Southwestern Historical Quarterly
Colonel Kemper, he objected to having any intercourse with the
Mexicans, but was finally prevailed on to see Bernardo, to whom he
communicated the offer he had made to the Americans.
Bernardo demanded of him the surrender of all the stock, they had
driven off during the seige of La Bahia, as, a pledge of their fidelity.
The old chief turned up his nose, delivered himself of a grunt of con-
tempt, and retired. Returning to the Americans, he denounced the
whole Mexican race, as, Guatchepins and traitors, stating, that, he
had made several treaties with them and they had violated them the
first opportunity they had to do so. He told the Americans that they
would1" profess great friendship for them, fight their battles, but so
soon, as they found themselves, secure from the invasions and perse-
cution of the royalists, they would surround and drive the Americans
out of the country. [the Americans found more truth than poetry in
that assertion,] said he you must kill all-they are all alike treacherous
and unworthy of your assistance or regard, and, when you do con-
clude to adopt my advice send me word and I will bring a force that,
will enable you to exterminate the whole race.
They remained in town for several days, making frequent excursions
into the country and finally left in the night. A few days afterwards,
Bernardo's herdsmen were found murdered and scalped in their camp
and his cabbelado gone. He had collected, by the aid of his minions
a large drove of horses and mules; the property of the Governor and
his unfortunate associates, as compensation, no doubt, for the part he
[had perf]ormed'"" in their destruct[ion. Th]e American's pack mules
[ ]uing with this cabbelado a[ll wer]e found some days afterward a
[f]ew miles from the camp, having been left by the Indians, so soon,
as they could distinguish the brand having informed themselves of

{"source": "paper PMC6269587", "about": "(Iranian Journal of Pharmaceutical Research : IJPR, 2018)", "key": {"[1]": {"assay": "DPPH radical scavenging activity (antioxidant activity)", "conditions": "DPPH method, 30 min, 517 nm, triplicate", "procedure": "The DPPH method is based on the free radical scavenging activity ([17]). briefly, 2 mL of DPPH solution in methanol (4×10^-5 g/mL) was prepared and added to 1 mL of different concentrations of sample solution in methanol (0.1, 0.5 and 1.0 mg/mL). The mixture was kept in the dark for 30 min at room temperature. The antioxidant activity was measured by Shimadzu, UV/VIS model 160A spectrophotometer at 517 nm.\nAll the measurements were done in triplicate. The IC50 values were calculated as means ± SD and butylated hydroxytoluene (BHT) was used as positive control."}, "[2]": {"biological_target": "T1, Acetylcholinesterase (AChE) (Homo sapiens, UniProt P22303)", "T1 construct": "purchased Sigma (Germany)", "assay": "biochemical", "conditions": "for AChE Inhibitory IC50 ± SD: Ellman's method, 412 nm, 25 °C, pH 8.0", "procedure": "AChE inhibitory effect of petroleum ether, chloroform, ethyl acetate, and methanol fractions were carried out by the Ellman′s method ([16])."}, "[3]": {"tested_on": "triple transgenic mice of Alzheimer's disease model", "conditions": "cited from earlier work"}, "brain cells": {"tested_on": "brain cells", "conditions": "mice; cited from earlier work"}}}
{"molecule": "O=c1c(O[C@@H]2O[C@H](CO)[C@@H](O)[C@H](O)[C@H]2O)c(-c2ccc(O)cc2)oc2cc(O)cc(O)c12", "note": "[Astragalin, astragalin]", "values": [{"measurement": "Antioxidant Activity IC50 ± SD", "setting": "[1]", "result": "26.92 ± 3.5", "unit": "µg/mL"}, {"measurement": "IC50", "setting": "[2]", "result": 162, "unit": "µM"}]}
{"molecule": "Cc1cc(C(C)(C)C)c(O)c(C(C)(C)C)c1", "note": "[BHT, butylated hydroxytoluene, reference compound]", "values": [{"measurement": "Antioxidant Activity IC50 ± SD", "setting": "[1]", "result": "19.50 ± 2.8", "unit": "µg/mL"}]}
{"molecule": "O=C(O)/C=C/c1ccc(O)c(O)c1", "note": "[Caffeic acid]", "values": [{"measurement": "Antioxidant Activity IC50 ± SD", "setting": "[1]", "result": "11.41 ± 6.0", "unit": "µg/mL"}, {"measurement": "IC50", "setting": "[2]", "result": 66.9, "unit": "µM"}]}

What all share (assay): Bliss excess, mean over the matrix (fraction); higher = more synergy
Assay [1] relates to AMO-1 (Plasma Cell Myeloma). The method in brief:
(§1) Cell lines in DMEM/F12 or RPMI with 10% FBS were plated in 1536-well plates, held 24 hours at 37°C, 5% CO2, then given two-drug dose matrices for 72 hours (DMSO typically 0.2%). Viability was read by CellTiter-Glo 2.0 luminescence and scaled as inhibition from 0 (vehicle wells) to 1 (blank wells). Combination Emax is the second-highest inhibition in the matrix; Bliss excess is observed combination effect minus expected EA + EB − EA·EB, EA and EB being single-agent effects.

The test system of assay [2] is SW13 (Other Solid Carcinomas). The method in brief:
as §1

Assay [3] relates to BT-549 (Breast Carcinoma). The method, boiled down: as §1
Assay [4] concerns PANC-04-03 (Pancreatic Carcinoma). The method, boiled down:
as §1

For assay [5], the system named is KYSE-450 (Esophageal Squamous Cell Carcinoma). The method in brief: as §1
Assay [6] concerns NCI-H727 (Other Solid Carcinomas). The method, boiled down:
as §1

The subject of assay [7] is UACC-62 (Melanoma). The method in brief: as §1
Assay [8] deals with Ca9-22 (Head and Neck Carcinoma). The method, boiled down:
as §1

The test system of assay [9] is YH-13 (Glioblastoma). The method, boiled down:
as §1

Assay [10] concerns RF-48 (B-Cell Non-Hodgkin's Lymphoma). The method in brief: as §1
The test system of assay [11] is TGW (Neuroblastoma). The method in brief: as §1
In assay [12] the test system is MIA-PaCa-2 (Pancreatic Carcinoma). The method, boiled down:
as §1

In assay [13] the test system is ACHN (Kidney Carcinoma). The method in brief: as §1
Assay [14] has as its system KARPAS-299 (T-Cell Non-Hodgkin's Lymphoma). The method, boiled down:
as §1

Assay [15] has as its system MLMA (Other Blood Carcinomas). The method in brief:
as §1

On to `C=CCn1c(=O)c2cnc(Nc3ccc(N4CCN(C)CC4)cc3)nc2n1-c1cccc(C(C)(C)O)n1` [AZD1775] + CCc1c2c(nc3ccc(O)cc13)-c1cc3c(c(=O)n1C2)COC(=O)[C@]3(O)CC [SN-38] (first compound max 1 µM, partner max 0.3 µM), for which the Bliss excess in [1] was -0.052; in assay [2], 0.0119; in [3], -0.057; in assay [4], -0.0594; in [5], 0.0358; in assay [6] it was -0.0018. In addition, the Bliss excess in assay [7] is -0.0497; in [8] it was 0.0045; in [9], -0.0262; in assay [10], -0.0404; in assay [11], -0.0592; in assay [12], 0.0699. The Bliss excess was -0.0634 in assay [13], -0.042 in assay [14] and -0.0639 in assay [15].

the public brand. Before they left town, they were very inquisitive
and communicative. They told thh [sic] Americans of all their inter-
courses and quarrels with the Mexicans and in return learned most
of the incidents connected with the expedition-conversing fluently
in the Spanish language, there was a small tribe of Indians residing,
near the coast, that followed the retreat of the Americans on to the
Trinity River; killing near there a Mr. Munholland from Bayou
Sara,"' who started from San Antonio, some time, before, the defeat
of the Americans, with a drove of mules, but had dallied on the way
and got behind the retreating parties. They took up their quarters at
an old Indian village, below the road, near the river and killed
several of the prisoners who made their escape from San Antonio.
"'A new installment of the Appendix begins at this point, appearing in the
San Antonio Tri-Weekly Alamo Express, March 4, 1861.
7 "Parts of several words are covered by an ink blot.
'e"Nothing has been found to identify this man.
Texas State Historical Association. The Southwestern Historical Quarterly, Volume 66, July 1962 - April, 1963. Austin, Texas. The Portal to Texas History. http://texashistory.unt.edu/ark:/67531/metapth101196/. Accessed March 15, 2014.